Frick v. Social Security Administration, Commissioner of

Filing 19

MEMORANDUM AND ORDER: The judgment of the Commissioner is reversed and remanded pursuant to sentence four of 42 U.S.C. § 405(g) for further proceedings consistent with this memorandum and order. Signed by U.S. District Senior Judge Sam A. Crow on 7/19/17. (msb)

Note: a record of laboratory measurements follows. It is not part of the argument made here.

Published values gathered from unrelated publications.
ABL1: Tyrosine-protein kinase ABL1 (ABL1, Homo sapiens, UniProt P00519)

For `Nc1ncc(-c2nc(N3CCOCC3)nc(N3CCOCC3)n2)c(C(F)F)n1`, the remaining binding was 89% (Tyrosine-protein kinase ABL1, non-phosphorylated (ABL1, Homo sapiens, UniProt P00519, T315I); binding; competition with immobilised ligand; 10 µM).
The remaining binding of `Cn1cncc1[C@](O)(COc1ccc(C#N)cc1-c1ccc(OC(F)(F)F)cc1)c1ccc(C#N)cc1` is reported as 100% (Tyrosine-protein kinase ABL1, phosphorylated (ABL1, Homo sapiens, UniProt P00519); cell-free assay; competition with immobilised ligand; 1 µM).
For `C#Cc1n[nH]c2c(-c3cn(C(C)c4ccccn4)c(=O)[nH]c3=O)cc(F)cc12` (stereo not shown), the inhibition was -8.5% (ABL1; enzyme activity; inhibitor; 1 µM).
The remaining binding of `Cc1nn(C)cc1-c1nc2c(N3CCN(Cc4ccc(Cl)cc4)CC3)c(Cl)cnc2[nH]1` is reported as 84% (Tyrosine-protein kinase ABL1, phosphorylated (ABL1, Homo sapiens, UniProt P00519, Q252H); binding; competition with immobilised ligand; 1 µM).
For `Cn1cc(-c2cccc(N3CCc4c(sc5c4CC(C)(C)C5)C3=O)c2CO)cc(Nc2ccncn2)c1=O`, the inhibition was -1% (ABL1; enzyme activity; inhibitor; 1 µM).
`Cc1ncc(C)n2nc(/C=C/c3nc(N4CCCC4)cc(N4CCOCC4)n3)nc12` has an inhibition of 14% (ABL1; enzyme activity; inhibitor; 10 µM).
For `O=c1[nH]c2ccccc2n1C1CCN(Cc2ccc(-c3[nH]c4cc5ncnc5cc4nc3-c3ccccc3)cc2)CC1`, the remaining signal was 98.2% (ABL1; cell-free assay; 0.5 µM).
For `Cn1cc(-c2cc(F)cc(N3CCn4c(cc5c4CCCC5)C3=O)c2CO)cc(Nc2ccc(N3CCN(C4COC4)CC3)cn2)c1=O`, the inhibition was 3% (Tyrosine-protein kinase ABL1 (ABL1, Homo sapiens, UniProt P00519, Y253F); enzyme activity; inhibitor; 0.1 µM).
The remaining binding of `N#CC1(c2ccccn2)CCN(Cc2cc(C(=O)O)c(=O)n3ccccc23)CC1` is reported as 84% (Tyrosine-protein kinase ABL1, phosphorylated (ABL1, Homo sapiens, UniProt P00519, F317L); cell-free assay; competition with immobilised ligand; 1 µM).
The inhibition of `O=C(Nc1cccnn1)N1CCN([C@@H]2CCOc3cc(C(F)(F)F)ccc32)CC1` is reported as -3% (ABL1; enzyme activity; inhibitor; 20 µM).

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IN THE UNITED STATES DISTRICT COURT FOR THE DISTRICT OF KANSAS ALLISON R. FRICK, Plaintiff, vs. Case No. 16-1271-SAC NANCY A. BERRYHILL, Acting Commissioner of Social Security,1 Defendant. MEMORANDUM AND ORDER This is an action reviewing the final decision of the Commissioner of Social Security denying the plaintiff disability insurance benefits. The matter has been fully briefed by the parties. I. General legal standards The court's standard of review is set forth in 42 U.S.C. § 405(g), which provides that "the findings of the Commissioner as to any fact, if supported by substantial evidence, shall be conclusive." The court should review the Commissioner's decision to determine only whether the decision was supported by substantial evidence and whether the Commissioner applied the correct legal standards. 1 Glenn v. Shalala, 21 F.3d 983, 984 On January 20, 2017, Nancy A. Berryhill replaced Carolyn W. Colvin as Acting Commissioner of Social Security. 1 (10th Cir. 1994). Substantial evidence requires more than a scintilla, but less than a preponderance, and is satisfied by such evidence that a reasonable mind might accept to support the conclusion. The determination of whether substantial evidence supports the Commissioner's decision is not simply a quantitative exercise, for evidence is not substantial if it is overwhelmed by other evidence or if it really constitutes mere conclusion. Ray v. Bowen, 865 F.2d 222, 224 (10th Cir. 1989). Although the court is not to reweigh the evidence, the findings of the Commissioner will not be mechanically accepted. Nor will the findings be affirmed by isolating facts and labeling them substantial evidence, as the court must scrutinize the entire record in determining whether the Commissioner's conclusions are rational. 1992). Graham v. Sullivan, 794 F. Supp. 1045, 1047 (D. Kan. The court should examine the record as a whole, including whatever in the record fairly detracts from the weight of the Commissioner's decision and, on that basis, determine if the substantiality of the evidence test has been met. Glenn, 21 F.3d at 984. The Social Security Act provides that an individual shall be determined to be under a disability only if the claimant can establish that they have a physical or mental impairment expected to result in death or last for a continuous period of twelve months which prevents the claimant from engaging in 2 substantial gainful activity (SGA). The claimant's physical or mental impairment or impairments must be of such severity that they are not only unable to perform their previous work but cannot, considering their age, education, and work experience, engage in any other kind of substantial gainful work which exists in the national economy. 42 U.S.C. § 423(d). The Commissioner has established a five-step sequential evaluation process to determine disability. If at any step a finding of disability or non-disability can be made, the Commissioner will not review the claim further. At step one, the agency will find non-disability unless the claimant can show that he or she is not working at a “substantial gainful activity.” At step two, the agency will find non-disability unless the claimant shows that he or she has a “severe impairment,” which is defined as any “impairment or combination of impairments which significantly limits [the claimant’s] physical or mental ability to do basic work activities.” At step three, the agency determines whether the impairment which enabled the claimant to survive step two is on the list of impairments presumed severe enough to render one disabled. If the claimant’s impairment does not meet or equal a listed impairment, the inquiry proceeds to step four, at which the agency assesses whether the claimant can do his or her previous work; unless the claimant shows that he or she cannot perform 3 their previous work, they are determined not to be disabled. If the claimant survives step four, the fifth and final step requires the agency to consider vocational factors (the claimant’s age, education, and past work experience) and to determine whether the claimant is capable of performing other jobs existing in significant numbers in the national economy. Barnhart v. Thomas, 124 S. Ct. 376, 379-380 (2003). The claimant bears the burden of proof through step four of Nielson v. Sullivan, 992 F.2d 1118, 1120 (10th the analysis. Cir. 1993). At step five, the burden shifts to the Commissioner to show that the claimant can perform other work that exists in the national economy. Nielson, 992 F.2d at 1120; Thompson v. Sullivan, 987 F.2d 1482, 1487 (10th Cir. 1993). The Commissioner meets this burden if the decision is supported by substantial evidence. Thompson, 987 F.2d at 1487. Before going from step three to step four, the agency will assess the claimant’s residual functional capacity (RFC). This RFC assessment is used to evaluate the claim at both step four and step five. 20 C.F.R. §§ 404.1520(a)(4), 404.1520(e,f,g); 416.920(a)(4), 416.920(e,f,g). II. History of case On September 12, 2014, administrative law judge (ALJ) Susan W. Conyers issued her decision (R. at 21-36). Plaintiff alleges that she has been disabled since February 4, 2011 (R. at 21). 4 Plaintiff is insured for disability insurance benefits through December 31, 2014 (R. at 23). At step one, the ALJ found that plaintiff has not engaged in substantial gainful activity since the alleged onset date (R. at 23). At step two, the ALJ found that plaintiff had severe impairments (R. at 23). At step three, the ALJ determined that plaintiff’s impairments do not meet or equal a listed impairment (R. at 24). After determining plaintiff’s RFC (R. at 27), the ALJ found at step four that plaintiff is unable to perform any past relevant work (R. at 35). At step five, the ALJ found that plaintiff could perform other jobs that exist in significant numbers in the national economy (R. at 35-36). Therefore, the ALJ concluded that plaintiff was not disabled (R. at 36). III. Are the ALJ’s mental RFC findings supported by substantial evidence? In her decision, the ALJ found that plaintiff’s mental RFC limited her to performing simple and routine tasks consistent with unskilled work, involving no more than occasional superficial interaction with the general public and co-workers (R. at 27). In making these mental RFC findings, the ALJ gave significant weight to the opinions of two non-examining medical sources (Dr. Cohen [8/5/2013] and Dr. Bergmann-Harms [6/4/2013]) who reviewed the record and set out mental RFC findings for the plaintiff (R. at 33, 96-97, 100-102, 111-112, 116-117). 5 Also in the record was a mental RFC form, dated June 2014, and signed by Stefanie Griggs, LSCSW, and Dr. Mittal, a psychiatrist, who were plaintiff’s treatment providers. They opined that plaintiff was seriously limited in 1 category, was unable to meet competitive standards in 10 categories, and that plaintiff had no useful ability to function in 7 categories (R. at 737-738). The ALJ considered this report, but gave it “very little weight” (R. at 34). Although the ALJ noted that it was co- signed by Ms. Griggs’ supervising physician, the ALJ stated that: …there is no evidence that this source ever treated or examined the claimant, no indication this source provided any opinions or insight into this opinion, and no indication this opinion actually reflects the opinion of anyone other than Ms. Griggs, despite the second signature. As a result, this opinion was not treated as a medical source opinion from a treating source, and controlling weight was not considered. (R. at 34). As a preliminary matter, defendant contends that this issue (the ALJ’s finding that this opinion would not be treated as an opinion from Dr. Mittal, a medical source opinion from a treating source) was not directly raised by the plaintiff, and is therefore waived. Plaintiff, in her brief, stated that the ALJ failed to properly consider all of plaintiff’s mental 6 impairments in determining her RFC. Plaintiff further argued that the ALJ erred by failing to include limitations as expressed by plaintiff’s treating therapists in establishing her RFC (Doc. 17 at 7), and that the ALJ did not give appropriate weight to the medical evidence provided (Doc. 17 at 8). Admittedly, plaintiff’s brief did not discuss the specific reasons given by the ALJ for discounting the opinions of LSCSW Griggs and Mr. Mittal. Nonetheless, based on the issue raised by plaintiff (did the ALJ err by failing to include limitations as expressed by plaintiff’s treating therapists in establishing her mental RFC), the question before the court is whether the ALJ’s reasons for not including the limitations of LSCSW Griggs and Dr. Mittal are supported by substantial evidence. This would include all the reasons the ALJ gave for discounting the opinion, including the ALJ’s finding that the opinion does not represent a medical source opinion from a treating source, i.e., Dr. Mittal. In a letter dated November 12, 2014, signed by LSCSW Griggs and Dr. Mittal, and submitted to the Appeals Council after the ALJ decision (R. at 1-5, 761), they indicate that Dr. Mittal is plaintiff’s attending psychiatrist, and that plaintiff began her treatment with Dr. Mittal on March 28, 2014. The letter indicates that LSCSW Griggs and Dr. Mittal have observed severe level depression, anxiety, and anxious behaviors in plaintiff 7 (R. at 761). The court must consider the qualifying new evidence submitted to the Appeals Council when evaluating the Commissioner’s denial of benefits under the substantial evidence standard. Threet v. Barnhart, 353 F.3d 1185, 1191 (10th Cir. 2003); O’Dell v. Shalala, 44 F.3d 855, 859 (10th Cir. 1994). The court will examine both the ALJ’s decision and the additional findings of the Appeals Council. This is not to dispute that the ALJ’s decision is the Commissioner’s final decision, but rather to recognize that the Commissioner’s “final decision” includes the Appeals Council’s conclusion that the ALJ’s findings remained correct despite the new evidence. O’Dell, 44 F.3d at 859. The district court’s very task is to determine whether the qualifying new evidence upsets the ALJ’s disability determination, Martinez v. Astrue, 389 Fed. Appx. 866, 869 (10th Cir. Aug. 3, 2010), or whether the new evidence submitted to the Appeals Council provides a basis for changing the ALJ’s decision. Hardman v. Barnhart, 362 F.3d 676, 681 (10th Cir. 2004). In fact, the treatment records, which were in the record at the time of the ALJ decision, include a March 28, 2014 medication evaluation signed by Dr. Mittal (R. at 688-695). Dr. Mittal’s mental health assessment included findings that plaintiff had racing and obsessive thoughts, was depressed, sad and anxious, displayed a loss of interest, and showed signs of 8 being helpless, sullen, withdrawn and anxious (R. at 692). gave her a GAF of 40 (R. at 694). He This GAF score indicates some impairment in reality testing or communication, or a major impairment in several areas, which could include being unable to work2. Thus, based on evidence that was before the ALJ at the time of her decision, there was evidence that Dr. Mittal treated and examined plaintiff, and in fact did provide opinions and insights regarding plaintiff’s mental impairments and limitations. The letter of November 12, 2014 confirms that Dr. Mittal was plaintiff’s treating psychiatrist, and that the opinions expressed in June 2014 and November 2014 are those of both LSCSW Griggs and Dr. Mittal. The ALJ clearly erred by not treating the June 2014 opinions as a medical source opinion from a treating source. The case should therefore be remanded in order for the ALJ to consider the June 2014 opinions in light of the fact that Dr. Mittal was a treating psychiatrist and to further examine the medical record, including the March 28, 2014 medication evaluation. 2 GAF (global assessment of functioning) scores can be found in the Diagnostic and Statistical Manual of Mental Disorders. The scores in this case represent the following: 31-40: Some impairment in reality testing or communication (e.g., speech is at times illogical, obscure, or irrelevant) OR major impairment in several areas, such as work or school, family relations, judgment, thinking, or mood (e.g., depressed man avoid friends, neglects family, and is unable to work…). Diagnostic and Statistical Manual of Mental Disorders (DSM-IV-TR) (4th ed., text revision, American Psychiatric Association 2000 at 34) (emphasis in original). 9 The ALJ also discounted the June 2014 mental RFC report because it offered opinions regarding plaintiff’s ability to work at a consistent pace without an unreasonable number and length of rest periods. Inexplicably, the ALJ stated that the only possible basis for such a limitation is plaintiff’s alleged physical impairments, and that evaluation of such impairments is outside Ms. Griggs’ area of expertise and outside the scope of her treatment of the plaintiff (R. at 34). However, the court will take judicial notice of the fact that such a limitation has appeared on mental RFC forms in social security cases for over 20 years. In fact, this very question appeared on the forms filled out by Dr. Cohen and Dr. Bergmann-Harms (R. at 101, 117). Furthermore, the Social Security mental RFC form includes this very question in Question # 11. tfiles/SSA-4734-F4-SUP.pdf. See This form is included in the Social Security Administration’s Program Operations Manual System (POMS). See There is no basis for asserting that evaluation of this limitation is outside the scope of expertise or outside the scope of her treatment of the plaintiff by Dr. Mittal or LSCSW Griggs. In fact, such a question is specifically asked by the defendant on its own mental RFC forms. is clearly erroneous. 10 This finding by the ALJ On the facts of this case, these errors cannot be deemed harmless error. Courts should apply the harmless error analysis cautiously in the administrative review setting. Fischer-Ross v. Barnhart, 431 F.3d 729, 733 (10th Cir. 2005). However, it may be appropriate to supply a missing dispositive finding under the rubric of harmless error in the right exceptional circumstance where, based on material the ALJ did at least consider (just not properly), the court could confidently say that no reasonable factfinder, following the correct analysis, could have resolved the factual matter in any other way. Fischer-Ross, 431 F.3d at 733-734; Allen v. Barnhart, 357 F.3d 1140, 1145 (10th Cir. 2004). Had the ALJ properly considered this opinion evidence from Dr. Mittal and LSCSW Griggs, the court cannot confidently say that no reasonable factfinder could have resolved the factual matter in any other way. See Winick v. Colvin, 674 Fed. Appx. 816, 820 (10th Cir. Jan. 4, 2017; had the ALJ properly analyzed Dr. Ganzell’s opinion as a treating rather than an examining physician’s opinion, he would have been obligated to follow the procedure for weighing a treating physician opinion. The court cannot treat this error as harmless because to do so would ignore the ALJ’s duties not only to determine whether to assign a treating physician’s opinion controlling weight, but to give deference to a treating physician’s opinion even if he does not assign it controlling 11 weight. The exercise of such deference might have changed the relative weight assigned to all the medical opinions, including the non-examining consultants to whose opinions the ALJ assigned great weight.) IV. Did the ALJ err in finding that plaintiff required a sit/stand option allowing plaintiff to change position every 30 to 60 minutes? The ALJ’s physical RFC findings stated that she would require a sit/stand option that would allow her to change positions every 30 to 60 minutes (R. at 27). Dr. Hart had indicated in a letter dated March 14, 2014 that plaintiff would be unable to sit for prolonged periods of time as required in jury duty (R. at 760). Although the ALJ only gave little weight to this opinion by Dr. Hart, the ALJ did credit some of plaintiff’s allegations of pain, as she has a pain-causing impairment, and therefore included this limitation in the RFC findings (R. at 31). No medical evidence in the record indicates that plaintiff requires a greater limitation in this area. It is not even, on its face, inconsistent with the opinion of Dr. Hart that she cannot sit for prolonged periods of time. The court finds no clear error by the ALJ in this RFC limitation. IT IS THEREFORE ORDERED that the judgment of the Commissioner is reversed and remanded pursuant to sentence four 12 of 42 U.S.C. § 405(g) for further proceedings consistent with this memorandum and order. Dated this 19th day of July 2017, Topeka, Kansas. s/Sam A. Crow Sam A. Crow, U.S. District Senior Judge 13